Q & R: I want to be a pastor. Am I crazy?
Here's the Q:
We’ve connected a few times in mmm at ccc College and fff Seminary, and we’ve had a few brief email conversations over the past number of years.... At the Wild Goose festival in 2012 I met vvv and had a good conversation with him. He asked me about myself and I said a few things and he immediately said “you want to be a pastor.” It kind of shocked me--both because few others (if any) were telling me that, and because I knew it was true. He told me I needed a spiritual director. I told him I didn’t have anyone in my area who I really trusted, but I told him I trusted you. He told me I should contact you. I said that was crazy. He said you might say no but that I should contact you anyway. That was a year and a half ago.
I’m finally contacting you because I do trust you, and I need some advice. I have been passionate about church, and in particular the future of the church, for 15 years now. The problem is I’ve been in conservative circles where I have received little encouragement to really pursue these passions (I also got married, started a family, got a career, etc). ...The fellow I met at Wild Goose was right--I want to be a pastor. I want to be thinking, and more importantly, I want to be doing these things on a daily basis. Do you have any advice? I have a Master of Theological Studies degree from xyz. I’ve been working at a Christian college ... I'm in my early thirties. I want to work in the church. Am I crazy? Do you have any advice?
I certainly understand if you can’t respond, but I hope you do. Thanks for all that you’ve already given to me.
Here's the R:
Of course you're crazy! But this could be a good kind of crazy ... and since I spent 24 years as a church planter and pastor, I'm obviously similarly afflicted.
The truth is that we need thousands of crazy people willing to invest their faith, hope, and love in the formation of new faith communities and the revitalization and strengthening of existing ones, people like you.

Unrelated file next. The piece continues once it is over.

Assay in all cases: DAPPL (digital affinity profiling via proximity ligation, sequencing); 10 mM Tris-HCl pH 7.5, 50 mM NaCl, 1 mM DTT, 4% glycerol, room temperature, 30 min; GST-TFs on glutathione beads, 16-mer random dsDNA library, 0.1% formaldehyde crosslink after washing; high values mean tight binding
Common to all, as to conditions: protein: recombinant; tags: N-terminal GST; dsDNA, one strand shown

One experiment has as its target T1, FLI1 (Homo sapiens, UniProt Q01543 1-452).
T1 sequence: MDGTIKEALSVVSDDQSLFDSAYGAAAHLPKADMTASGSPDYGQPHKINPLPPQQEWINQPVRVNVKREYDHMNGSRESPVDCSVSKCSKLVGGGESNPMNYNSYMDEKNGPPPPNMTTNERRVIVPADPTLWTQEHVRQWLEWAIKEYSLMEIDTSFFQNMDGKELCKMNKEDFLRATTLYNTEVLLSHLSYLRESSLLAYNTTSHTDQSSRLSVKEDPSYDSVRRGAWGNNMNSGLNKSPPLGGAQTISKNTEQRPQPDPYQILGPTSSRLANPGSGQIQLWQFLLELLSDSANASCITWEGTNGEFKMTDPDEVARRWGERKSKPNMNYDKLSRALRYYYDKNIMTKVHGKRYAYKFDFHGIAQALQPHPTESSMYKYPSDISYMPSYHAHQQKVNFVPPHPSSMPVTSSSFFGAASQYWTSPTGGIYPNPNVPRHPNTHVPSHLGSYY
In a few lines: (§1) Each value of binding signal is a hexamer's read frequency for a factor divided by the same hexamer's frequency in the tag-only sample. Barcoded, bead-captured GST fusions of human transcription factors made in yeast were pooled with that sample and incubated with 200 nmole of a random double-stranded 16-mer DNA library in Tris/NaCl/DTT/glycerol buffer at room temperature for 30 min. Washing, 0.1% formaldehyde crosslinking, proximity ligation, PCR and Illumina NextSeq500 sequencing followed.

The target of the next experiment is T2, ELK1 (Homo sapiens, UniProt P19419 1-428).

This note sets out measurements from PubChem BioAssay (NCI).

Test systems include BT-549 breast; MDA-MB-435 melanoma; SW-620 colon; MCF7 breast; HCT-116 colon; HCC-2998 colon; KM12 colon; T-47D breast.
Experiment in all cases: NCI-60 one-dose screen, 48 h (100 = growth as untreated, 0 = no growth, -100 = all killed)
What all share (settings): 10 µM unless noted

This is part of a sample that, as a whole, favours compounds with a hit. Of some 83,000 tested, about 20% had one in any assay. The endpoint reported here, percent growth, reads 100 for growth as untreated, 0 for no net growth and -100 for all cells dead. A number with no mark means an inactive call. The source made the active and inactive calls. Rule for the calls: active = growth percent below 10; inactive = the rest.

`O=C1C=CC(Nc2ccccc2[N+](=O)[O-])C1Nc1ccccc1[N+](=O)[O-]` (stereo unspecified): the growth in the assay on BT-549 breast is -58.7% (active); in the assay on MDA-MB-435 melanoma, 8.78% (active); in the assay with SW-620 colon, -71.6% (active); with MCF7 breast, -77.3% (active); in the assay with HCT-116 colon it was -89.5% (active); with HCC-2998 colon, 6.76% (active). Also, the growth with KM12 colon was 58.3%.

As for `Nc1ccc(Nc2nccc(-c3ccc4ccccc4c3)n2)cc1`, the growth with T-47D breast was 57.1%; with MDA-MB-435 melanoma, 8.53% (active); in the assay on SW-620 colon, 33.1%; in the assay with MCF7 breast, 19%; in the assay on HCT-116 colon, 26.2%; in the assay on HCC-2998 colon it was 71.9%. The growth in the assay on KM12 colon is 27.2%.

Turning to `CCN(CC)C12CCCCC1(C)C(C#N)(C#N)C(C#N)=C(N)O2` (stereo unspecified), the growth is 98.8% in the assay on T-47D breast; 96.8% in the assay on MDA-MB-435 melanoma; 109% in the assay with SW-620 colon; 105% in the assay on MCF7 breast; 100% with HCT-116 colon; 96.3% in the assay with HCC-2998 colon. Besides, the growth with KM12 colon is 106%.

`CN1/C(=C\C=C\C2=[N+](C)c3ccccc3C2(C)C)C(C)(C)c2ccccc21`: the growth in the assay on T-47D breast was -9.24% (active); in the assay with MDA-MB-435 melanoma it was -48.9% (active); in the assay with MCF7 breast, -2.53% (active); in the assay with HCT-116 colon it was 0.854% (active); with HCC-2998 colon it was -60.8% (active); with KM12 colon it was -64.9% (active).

This is a huge subject and I can't do it justice here. But I would like to suggest some of the key questions I think you need to answer.
1. New or Existing? If you want to work in an existing church, you need to be realistic about the costs and benefits. The same goes for starting something new.
Assuming you want to start something new ...
2. Denominational or Non? I started a nondenominational church, but if I were doing it again today, I would seriously consider linking up with a progressive denomination. There are, of course, costs and benefits on both sides here as well.
3. What are your motivations and strengths? And what are your concerns and weaknesses? It's way better to be aware of both categories as you begin. Among other things, you'll have a better idea what kind of team you need to bring around you to help you.
4. What's the financial plan? Full-time or Bi-vocational? I think that most sustainable churches will need full-time staff at some point (although in some ways I wish that weren't true). But many of the new churches we need will themselves need some time to develop without the financial pressure of a salary to pay. Can you envision a sustainable (for a few years at least) way of life - balancing time, intelligence, money, and energy resources - that would allow you to start something without needing a lot of money? Money too often becomes the tail that wags the dog.
5. What four or five churches would you like to use as models? We need new church developers who will innovate, but nobody innovates blind.
6. Where can you find a circle of friends to link up with? That might come in a denomination, or in a network like Transform.
7. Where can you find coaching and spiritual direction? That is, as you already know, one of the most important questions of all.
I am deep in a commitment to finish my next book by September. But after that, I plan to get some breathing room and one of the things I want to find a way to do is provide some time and availability to emerging leaders like you. Let's stay in touch on this. In the mean time, nurture your dream and gift ... and know you're in my prayers.